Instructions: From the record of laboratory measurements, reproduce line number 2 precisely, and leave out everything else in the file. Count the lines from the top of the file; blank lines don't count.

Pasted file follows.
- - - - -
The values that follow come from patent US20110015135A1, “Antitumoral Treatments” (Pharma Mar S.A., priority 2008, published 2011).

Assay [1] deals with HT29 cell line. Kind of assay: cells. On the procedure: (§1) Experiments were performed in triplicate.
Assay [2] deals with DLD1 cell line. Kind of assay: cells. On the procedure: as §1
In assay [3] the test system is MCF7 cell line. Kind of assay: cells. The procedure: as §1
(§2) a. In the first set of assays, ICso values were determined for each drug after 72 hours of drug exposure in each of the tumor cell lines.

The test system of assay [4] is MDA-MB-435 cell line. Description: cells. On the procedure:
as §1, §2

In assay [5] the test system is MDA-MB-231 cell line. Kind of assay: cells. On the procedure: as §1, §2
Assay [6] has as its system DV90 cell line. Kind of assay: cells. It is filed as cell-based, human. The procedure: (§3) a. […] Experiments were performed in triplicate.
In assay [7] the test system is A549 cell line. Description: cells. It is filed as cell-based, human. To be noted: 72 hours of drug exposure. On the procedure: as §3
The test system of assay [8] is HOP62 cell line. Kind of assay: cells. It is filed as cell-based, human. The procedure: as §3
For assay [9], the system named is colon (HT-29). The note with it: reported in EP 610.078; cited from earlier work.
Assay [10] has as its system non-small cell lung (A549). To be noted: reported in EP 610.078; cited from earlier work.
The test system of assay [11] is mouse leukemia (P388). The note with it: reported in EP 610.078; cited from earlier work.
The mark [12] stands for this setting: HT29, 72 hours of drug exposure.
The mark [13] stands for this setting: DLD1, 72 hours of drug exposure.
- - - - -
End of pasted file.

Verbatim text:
Assay [1] deals with HT29 cell line. Kind of assay: cells. On the procedure: (§1) Experiments were performed in triplicate.